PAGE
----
• Support student pathways through improved staffing, policies, and financial aid strategies;
  • Leverage our work in digital innovation and pedagogy;
  • Continue and enhance our emphasis on diversity, inclusion, and equity for all members of our community; and
  • Ensure the fiscal sustainability of the College for years to come.

While we will continue to focus on these priorities, our current strategy for addressing the current crisis has four elements. We are committed to:

  • Caring for our people by continuing to promote the health, welfare, and safety of every member of our community;
  • Maintaining program excellence while optimizing our digital capabilities for flexibility and market competitiveness;
  • Increasing our efforts in enrollment recruitment and retention by demonstrating to students that they will receive an academic experience second to none – with all of the supports and services they need to succeed; and
  • Reducing expenses while minimizing disruptions and adverse impacts on our community members’ lives.

Working together, we can and will continue to maintain and strengthen the quality of all of our programs, and provide all of our students with pathways to a rewarding TC experience and career success. We can and must continue to identify efficiencies and cost savings in our respective budgets. And we can and will continue to make the strongest case to our alumni and donor base for supporting TC.

I recognize that this message, while hardly a surprise to anyone, is still a lot to process.  But we will get through this, because we can count on each other to keep coming together to keep our collective spirits high, and TC strong.

Fighting the virus of hate

This past week began with the observance of Yom HaShoah, a day of global mourning and remembrance of the six million Jews who were murdered during the Holocaust. The day is a grim reminder of what often happens when bigotry goes unchallenged during a crisis: Hate spreads like a virus, fear and panic escalate, and scapegoating turns to discrimination and violence.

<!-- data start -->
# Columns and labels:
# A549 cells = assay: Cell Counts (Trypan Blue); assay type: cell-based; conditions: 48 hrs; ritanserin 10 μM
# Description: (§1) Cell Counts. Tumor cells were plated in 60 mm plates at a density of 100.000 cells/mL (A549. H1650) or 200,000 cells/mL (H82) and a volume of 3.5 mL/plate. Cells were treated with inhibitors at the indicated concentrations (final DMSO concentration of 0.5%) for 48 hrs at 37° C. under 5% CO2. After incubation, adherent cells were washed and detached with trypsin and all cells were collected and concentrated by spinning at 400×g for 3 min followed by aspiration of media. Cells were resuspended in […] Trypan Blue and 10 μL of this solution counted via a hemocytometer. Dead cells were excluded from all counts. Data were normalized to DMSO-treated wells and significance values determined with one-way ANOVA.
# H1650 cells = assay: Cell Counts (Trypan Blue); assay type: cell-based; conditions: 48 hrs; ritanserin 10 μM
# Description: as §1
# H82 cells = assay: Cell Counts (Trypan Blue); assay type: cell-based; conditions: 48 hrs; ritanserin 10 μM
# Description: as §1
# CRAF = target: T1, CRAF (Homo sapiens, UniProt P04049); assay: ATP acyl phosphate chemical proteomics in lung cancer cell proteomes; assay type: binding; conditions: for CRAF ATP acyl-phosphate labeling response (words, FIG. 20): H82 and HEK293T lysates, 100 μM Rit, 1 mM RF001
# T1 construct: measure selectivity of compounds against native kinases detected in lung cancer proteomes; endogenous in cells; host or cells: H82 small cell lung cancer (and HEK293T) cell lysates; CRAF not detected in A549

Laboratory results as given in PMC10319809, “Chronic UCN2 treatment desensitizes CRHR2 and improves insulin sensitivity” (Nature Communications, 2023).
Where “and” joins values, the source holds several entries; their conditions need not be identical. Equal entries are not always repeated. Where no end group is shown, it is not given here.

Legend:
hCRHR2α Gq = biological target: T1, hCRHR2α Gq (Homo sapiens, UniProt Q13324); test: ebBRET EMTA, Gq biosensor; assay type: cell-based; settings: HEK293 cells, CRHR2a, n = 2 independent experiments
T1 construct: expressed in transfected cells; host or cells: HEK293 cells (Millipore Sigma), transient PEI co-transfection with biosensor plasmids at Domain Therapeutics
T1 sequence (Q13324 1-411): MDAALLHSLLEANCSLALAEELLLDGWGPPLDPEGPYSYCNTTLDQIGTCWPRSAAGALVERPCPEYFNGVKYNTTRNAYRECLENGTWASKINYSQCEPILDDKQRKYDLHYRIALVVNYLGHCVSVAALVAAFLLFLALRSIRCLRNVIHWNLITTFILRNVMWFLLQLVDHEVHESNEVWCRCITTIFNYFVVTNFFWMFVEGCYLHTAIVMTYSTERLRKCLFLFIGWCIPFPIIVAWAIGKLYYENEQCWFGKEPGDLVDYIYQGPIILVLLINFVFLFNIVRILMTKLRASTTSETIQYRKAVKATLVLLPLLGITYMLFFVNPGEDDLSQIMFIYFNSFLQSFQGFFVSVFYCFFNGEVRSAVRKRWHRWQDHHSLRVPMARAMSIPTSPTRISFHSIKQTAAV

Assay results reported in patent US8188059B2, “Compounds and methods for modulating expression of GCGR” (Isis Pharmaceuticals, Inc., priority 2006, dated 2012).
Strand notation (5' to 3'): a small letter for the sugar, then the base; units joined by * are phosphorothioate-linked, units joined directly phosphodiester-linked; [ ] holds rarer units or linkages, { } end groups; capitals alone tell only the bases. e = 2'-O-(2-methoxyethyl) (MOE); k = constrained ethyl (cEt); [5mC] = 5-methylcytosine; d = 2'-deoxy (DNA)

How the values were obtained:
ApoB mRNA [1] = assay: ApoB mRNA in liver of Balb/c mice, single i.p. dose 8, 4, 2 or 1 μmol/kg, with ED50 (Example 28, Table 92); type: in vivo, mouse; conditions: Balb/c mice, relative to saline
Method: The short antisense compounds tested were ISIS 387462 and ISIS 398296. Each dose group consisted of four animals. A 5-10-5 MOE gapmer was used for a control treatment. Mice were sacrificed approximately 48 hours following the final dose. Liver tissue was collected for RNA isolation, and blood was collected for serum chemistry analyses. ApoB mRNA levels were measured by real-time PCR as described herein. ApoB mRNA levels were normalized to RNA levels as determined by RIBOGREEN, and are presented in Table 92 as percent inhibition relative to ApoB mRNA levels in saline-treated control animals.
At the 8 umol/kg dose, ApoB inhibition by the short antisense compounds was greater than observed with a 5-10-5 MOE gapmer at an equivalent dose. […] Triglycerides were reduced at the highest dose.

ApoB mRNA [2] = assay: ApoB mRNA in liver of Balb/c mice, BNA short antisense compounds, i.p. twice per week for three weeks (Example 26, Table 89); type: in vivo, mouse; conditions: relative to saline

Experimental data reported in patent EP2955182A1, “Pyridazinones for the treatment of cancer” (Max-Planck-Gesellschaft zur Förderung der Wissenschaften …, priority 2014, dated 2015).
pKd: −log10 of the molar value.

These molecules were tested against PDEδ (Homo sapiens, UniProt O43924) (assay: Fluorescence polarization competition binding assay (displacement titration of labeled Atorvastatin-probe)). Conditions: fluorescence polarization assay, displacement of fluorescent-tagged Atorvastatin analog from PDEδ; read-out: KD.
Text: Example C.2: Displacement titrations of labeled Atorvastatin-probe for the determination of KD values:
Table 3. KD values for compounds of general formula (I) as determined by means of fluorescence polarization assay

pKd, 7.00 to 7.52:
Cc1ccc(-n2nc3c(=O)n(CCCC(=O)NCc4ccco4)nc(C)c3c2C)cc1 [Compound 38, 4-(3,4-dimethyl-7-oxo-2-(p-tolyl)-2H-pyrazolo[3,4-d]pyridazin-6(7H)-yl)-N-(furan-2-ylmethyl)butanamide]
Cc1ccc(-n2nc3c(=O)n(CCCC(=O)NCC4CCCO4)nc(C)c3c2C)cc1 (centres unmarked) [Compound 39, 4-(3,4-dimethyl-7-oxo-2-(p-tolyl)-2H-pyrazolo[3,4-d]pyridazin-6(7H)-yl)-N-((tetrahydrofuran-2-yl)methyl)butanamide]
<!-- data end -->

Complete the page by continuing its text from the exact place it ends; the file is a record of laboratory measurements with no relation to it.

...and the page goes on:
Unfortunately, that pattern has resurfaced during the current global health crisis. We’ve seen an alarming number of reported cases of threats, bias, and physical assaults against Asian Americans. And well-organized extremist hate groups are peddling anti-Semitic conspiracy theories.

Ultimately, the most effective weapon we have against the virus of fear, panic, and hate, which endangers everyone’s lives and safety, is education. It’s on us to call out bias and hate whenever we spot it. It’s on each of us to make sure we aren’t showing early signs of prejudice or intolerance. And it’s up to all of us to honor the memories of the six million Jews who perished by pledging eternal vigilance against the virus of hate against any people.

The universal message of Ramadan

I want to conclude this week’s message by wishing our Muslim friends and colleagues a Ramadan Mubarak. During Islam’s holy month of fasting, prayer, and reflection, there is an intense focus on affirming community and helping those in need.

During a global crisis of this magnitude, human beings at their best come together out of a sense of common humanity. I’m inspired that TCers of different religious faiths (and no religious faith) have come together in the spirit of community solidarity, mutual respect, and charity.

I particularly want to thank all of you who responded so quickly, generously – and in large numbers! – to my appeal to support the Wendy M. Dressel Student Emergency Fund. Seeing gifts come in from every segment of our community – faculty, professional staff, union employees, and part-timers – brought tears to my eyes. More important, you brought comfort and hope to students who needed it most.

I wish you all a restful weekend.

Tom Signature

Thomas Bailey
President, Teachers College